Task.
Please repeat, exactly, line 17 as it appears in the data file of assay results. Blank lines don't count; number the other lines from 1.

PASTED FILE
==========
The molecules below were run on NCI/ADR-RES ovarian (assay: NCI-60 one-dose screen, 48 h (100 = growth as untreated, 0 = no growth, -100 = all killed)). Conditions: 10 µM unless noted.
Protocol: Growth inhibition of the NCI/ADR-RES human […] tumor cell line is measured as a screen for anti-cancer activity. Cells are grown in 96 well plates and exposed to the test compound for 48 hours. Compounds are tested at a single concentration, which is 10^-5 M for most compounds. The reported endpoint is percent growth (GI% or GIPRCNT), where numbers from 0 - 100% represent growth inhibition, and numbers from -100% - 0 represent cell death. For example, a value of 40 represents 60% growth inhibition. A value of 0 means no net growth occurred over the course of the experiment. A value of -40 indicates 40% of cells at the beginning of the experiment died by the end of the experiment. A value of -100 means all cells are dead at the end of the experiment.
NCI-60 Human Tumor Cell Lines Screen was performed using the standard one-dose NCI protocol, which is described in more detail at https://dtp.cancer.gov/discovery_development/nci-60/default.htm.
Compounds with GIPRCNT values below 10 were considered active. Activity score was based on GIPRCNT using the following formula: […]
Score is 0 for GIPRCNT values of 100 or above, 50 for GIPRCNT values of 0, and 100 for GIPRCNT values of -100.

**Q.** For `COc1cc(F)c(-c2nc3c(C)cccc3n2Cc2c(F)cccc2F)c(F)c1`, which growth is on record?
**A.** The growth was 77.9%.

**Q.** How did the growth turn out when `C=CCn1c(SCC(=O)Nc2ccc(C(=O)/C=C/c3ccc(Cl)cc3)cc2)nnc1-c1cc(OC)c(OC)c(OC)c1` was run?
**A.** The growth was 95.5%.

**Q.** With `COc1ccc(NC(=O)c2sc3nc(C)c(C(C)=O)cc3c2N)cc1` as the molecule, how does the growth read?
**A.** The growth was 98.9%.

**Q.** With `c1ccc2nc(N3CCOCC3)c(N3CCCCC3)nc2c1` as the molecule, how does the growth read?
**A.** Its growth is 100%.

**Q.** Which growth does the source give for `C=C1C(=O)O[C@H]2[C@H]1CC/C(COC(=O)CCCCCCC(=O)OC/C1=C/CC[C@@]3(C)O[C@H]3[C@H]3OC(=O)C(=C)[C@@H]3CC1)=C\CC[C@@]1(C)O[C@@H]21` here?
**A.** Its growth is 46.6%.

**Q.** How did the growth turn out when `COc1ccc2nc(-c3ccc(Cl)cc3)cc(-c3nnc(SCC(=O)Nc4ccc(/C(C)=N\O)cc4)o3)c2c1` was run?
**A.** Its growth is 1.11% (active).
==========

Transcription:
**A.** Its growth is 1.11% (active).